Larry Grace David Carlson
Russell Munson Albert Ross
Jessica Ambats Caroline Sheen
ISAP Membership Coordinator - Larry Grace
ISAP Treasurer -
Bonnie (Bartel) Kratz
ISAP Field Trip Coordinator -
Richard VanderMuelen email@example.com
ISAP Web Site Manager -
ISAP Speaker Coordinator - ISnAP Editor -
Michele Peterson Andy Wolfe
The ISnAP is a periodic publication of the International Society for Aviation Photography and is used to communicate news, functions, convention information, and other events or items of interest on the local, regional, and national scenes. The views and opinions expressed in this newsletter are those of the authors and should not be construed as the views or opinions of International Society for Aviation Photography. Deadline for submissions to The ISnAP is the 25th of the month prior to month of issue. Please submit photos at a jpg file (240 dpi minimum) and text as a WORD file as an attachment via email to your editor.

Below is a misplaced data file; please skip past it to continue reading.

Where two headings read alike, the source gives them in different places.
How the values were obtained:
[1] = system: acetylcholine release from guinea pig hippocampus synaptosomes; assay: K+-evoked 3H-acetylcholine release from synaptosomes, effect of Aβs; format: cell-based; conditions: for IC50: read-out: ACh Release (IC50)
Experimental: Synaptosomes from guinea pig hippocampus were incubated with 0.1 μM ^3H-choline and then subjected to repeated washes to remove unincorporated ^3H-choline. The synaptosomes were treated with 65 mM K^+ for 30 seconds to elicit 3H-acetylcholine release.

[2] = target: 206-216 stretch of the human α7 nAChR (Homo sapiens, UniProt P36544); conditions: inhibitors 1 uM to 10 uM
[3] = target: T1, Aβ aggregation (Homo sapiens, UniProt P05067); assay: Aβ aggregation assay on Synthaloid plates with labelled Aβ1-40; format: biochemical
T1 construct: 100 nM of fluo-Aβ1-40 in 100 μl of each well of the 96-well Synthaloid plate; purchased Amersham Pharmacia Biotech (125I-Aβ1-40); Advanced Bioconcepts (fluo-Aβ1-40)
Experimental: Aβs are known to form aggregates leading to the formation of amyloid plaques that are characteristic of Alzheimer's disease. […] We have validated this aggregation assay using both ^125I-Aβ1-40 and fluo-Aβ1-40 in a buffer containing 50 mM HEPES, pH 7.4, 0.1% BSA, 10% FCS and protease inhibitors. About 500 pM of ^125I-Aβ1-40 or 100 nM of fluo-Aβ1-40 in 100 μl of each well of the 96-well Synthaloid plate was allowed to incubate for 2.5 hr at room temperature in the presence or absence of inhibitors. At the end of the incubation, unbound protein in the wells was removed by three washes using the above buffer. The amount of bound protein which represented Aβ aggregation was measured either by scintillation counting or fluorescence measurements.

*****Membership Renewal Time! Email Larry Grace Now at: firstname.lastname@example.org ***** It's "Airplane ID" time! Here's your next challenge:
Jay Miller Photo Collection